Usually, there are two reasons why a leak causes a Mansfield toilet to run:
- The water level is set too high.
- The flush valve seal is damaged.
Then again, there are occasions when none of the two problems listed above are the cause of the problem. But before you call a professional for help, you can do some investigating on your own. This way, you can save both time and money because some issues are pretty simple to solve.
Understandably, many are worried about trying to fix a Mansfield toilet on their own because of its design. You see, the Mansfield flash valve is much different compared to other toilets. However, that shouldn’t scare you away from trying to fix what could just be a simple issue.
All that said, before you can start fixing a Mansfield toilet, you need to figure out what the problem really is. Here’s a guide to help you out:
The Water Level Is Too High
You can stop a leaking toilet by adjusting its water level, that’s if it’s set too high. But to know if the water level really is the issue, check if the toilet only leaks or runs after it have been flushed. If so, the problem may really lie with the water level being too high. You see, if the water level is higher than normal, the excess will overflow and go down the overflow tube which then ends up in the bowl. You will also hear a running sound.
If you’ve concluded that the issue is with the water level, here’s how you fix the problem:
- Take note of where the water fills up to in the tank after you flush it.
- Is the water above line? Is it overflowing and going down the overflow tube? If that’s the case, use a Phillips screwdriver to tighten the screw located on the opposite end of the float ball. Doing this lowers the water level.
- Try and flush the toilet. Keep in mind that you might have to flush more than once in order to get the water to the right level. To make sure you do less tries, tighten the screw a few extra turns but make sure not to make it too tight. The more the screw gets tightened, the lower the water level gets.
In case the tank gets refilled and the water is below the line, slowly loosen the screw which will cause the water level to rise.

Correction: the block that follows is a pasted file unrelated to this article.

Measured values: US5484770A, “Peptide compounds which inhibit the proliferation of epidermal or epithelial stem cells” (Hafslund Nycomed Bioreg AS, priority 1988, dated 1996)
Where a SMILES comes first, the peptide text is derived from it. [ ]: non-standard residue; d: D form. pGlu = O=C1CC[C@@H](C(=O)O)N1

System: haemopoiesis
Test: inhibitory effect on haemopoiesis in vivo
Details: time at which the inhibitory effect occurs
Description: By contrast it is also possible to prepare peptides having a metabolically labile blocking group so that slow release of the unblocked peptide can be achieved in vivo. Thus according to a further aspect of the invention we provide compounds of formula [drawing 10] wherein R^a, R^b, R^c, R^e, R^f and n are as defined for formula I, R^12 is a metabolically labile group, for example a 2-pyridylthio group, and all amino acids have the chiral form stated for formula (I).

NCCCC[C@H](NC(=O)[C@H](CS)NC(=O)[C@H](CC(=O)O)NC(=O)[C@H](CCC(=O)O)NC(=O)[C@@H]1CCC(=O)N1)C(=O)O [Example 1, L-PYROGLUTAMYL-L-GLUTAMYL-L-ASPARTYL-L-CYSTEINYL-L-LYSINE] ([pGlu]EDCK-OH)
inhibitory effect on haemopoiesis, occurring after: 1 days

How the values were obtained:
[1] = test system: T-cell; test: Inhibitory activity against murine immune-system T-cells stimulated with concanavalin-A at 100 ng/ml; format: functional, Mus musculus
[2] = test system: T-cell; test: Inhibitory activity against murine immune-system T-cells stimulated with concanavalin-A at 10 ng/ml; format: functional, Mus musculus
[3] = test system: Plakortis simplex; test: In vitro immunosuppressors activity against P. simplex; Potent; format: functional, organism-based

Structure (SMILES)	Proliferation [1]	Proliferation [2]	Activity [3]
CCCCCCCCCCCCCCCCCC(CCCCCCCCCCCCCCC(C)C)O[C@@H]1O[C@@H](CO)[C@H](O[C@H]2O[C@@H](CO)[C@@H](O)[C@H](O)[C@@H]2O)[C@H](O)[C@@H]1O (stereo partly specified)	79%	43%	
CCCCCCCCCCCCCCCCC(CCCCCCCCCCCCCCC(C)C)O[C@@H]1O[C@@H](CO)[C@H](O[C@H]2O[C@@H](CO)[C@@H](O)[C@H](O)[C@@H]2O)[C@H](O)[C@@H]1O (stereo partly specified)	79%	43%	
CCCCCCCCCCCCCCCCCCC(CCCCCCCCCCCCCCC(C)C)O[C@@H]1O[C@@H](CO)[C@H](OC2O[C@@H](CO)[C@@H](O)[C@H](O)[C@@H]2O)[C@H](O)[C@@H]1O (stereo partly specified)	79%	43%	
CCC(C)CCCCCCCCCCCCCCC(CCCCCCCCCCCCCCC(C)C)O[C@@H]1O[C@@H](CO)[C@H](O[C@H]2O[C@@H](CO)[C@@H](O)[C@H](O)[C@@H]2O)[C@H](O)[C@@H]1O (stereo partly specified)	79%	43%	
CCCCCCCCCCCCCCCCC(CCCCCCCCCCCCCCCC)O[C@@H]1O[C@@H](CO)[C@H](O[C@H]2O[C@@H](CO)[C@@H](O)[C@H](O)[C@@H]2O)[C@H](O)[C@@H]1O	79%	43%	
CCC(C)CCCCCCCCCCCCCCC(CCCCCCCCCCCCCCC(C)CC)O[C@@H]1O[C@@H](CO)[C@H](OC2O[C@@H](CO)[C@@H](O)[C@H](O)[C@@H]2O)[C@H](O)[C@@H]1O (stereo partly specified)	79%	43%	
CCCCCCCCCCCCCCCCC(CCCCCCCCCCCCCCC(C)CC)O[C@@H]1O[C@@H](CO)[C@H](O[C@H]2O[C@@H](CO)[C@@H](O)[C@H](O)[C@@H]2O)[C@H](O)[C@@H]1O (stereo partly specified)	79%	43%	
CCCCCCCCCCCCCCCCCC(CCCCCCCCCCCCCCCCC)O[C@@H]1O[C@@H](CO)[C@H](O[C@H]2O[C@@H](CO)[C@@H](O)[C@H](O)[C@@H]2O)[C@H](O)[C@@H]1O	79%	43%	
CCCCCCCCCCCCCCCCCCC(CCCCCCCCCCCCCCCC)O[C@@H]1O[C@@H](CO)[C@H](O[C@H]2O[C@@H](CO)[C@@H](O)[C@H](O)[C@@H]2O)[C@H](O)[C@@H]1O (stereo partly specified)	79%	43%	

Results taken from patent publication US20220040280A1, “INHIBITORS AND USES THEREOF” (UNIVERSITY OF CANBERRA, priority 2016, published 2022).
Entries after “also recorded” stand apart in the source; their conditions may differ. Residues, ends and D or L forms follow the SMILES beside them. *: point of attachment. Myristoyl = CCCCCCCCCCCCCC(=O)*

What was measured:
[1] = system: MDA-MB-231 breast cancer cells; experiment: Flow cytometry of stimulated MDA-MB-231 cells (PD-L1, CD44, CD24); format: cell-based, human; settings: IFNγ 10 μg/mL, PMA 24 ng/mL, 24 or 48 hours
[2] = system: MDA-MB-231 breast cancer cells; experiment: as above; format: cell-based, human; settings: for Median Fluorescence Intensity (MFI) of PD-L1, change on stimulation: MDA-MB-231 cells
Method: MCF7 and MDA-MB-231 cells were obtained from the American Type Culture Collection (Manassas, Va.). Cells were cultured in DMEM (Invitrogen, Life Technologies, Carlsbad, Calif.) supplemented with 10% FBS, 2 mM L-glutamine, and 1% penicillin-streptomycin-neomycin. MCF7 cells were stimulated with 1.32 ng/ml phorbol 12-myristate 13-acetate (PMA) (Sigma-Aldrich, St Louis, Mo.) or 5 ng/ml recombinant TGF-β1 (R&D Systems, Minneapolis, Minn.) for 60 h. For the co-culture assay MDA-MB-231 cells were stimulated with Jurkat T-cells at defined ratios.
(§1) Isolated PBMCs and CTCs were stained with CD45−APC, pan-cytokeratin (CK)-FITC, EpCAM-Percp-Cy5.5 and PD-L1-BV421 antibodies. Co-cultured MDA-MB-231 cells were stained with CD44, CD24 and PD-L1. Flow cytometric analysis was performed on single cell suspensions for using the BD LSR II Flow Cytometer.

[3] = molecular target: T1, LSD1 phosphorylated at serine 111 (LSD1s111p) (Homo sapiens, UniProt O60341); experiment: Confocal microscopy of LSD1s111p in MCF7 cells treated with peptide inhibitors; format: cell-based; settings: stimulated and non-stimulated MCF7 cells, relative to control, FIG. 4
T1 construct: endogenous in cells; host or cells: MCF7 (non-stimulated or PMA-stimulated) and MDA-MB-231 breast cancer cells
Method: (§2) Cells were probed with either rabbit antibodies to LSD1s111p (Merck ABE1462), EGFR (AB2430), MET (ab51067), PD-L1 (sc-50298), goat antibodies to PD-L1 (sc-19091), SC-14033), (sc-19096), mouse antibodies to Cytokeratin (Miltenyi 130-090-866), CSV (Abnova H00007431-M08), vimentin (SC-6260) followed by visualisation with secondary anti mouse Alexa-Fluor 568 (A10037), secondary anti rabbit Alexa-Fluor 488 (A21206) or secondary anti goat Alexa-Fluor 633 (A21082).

The Flush Valve Seal Is Damaged
A damaged valve seal is one other common cause for a leaky or running Mansfield toilet. In case you’ve tried fixing the water levels and the leaks or runs still remains, then you will need to disassemble the flush valve float.
But before you proceed with disassembling, make sure you have shut the water off to the toilet. This part is crucial because failure to do so will result in things getting really wet, and this is the last thing you want to happen. To turn off the valve, turn it all the way to the right. When the water is shut off, flush the toilet so that you’re working with an empty tank.
After you have taken apart the flush valve float, you will see a red seal located at the bottom of the tank. The purpose of the seal is to stop leaks from the tank into the bowl. So when this seal is damaged, it can be the reason why your toilet is running or leaking.
Now, you will need to pull the seal off in order to replace the valve. Keep in mind that this might be a little bit brittle, particularly if you’re working with an older toilet. Then again, if you intend on replacing the seal then you don’t have to worry about damaging the seal. The seal might be difficult to take off and you might need to really give it a good pull so it stretches out of its groove.
While replacing the seal is not that difficult, you do need to make sure you put the seal back in its correct spot. Take note that there are two grooves located at the bottom where the seal is. It’s important that you get the seal in the top groove. Keep in mind that it might take a few tries before you successfully get it in the right spot.
If you’re not sure which groove you’re in, use your fingernail (if you have a long one) or a butter knife to feel around. This way, you can see if there is another groove located above where your seal is.
In case you’re having ha hard time getting the seal into place, especially in the area nearest the tank, try to get the seal into the proper groove then gently pull it the left and right. If the seal is in the groove then it will slide along and then you can use the same accessible spot to get the seal in the right place.
When you finally get the seal replaced, your toilet should stop running. In case the problem is still present, you can try the third solution which is detailed below.
The Float Valve Is Damaged
If you’ve performed the previous two solutions and still have a leaky or running toilet, then maybe the problem is with a damaged float valve. For instance, the valve may have a small hole which is causing all the problems.
When you take out the float valve, make sure to visually inspect it for any issues. This way, you immediately know that you need to replace your valve rather than go through any other trouble. If you spot holes or any other issues, get a flush valve float replacement and do the steps outlined in the previous section. Doing so should fix your leaky or running toilet. However, if that still isn’t the case, then you need to call a professional for assistance.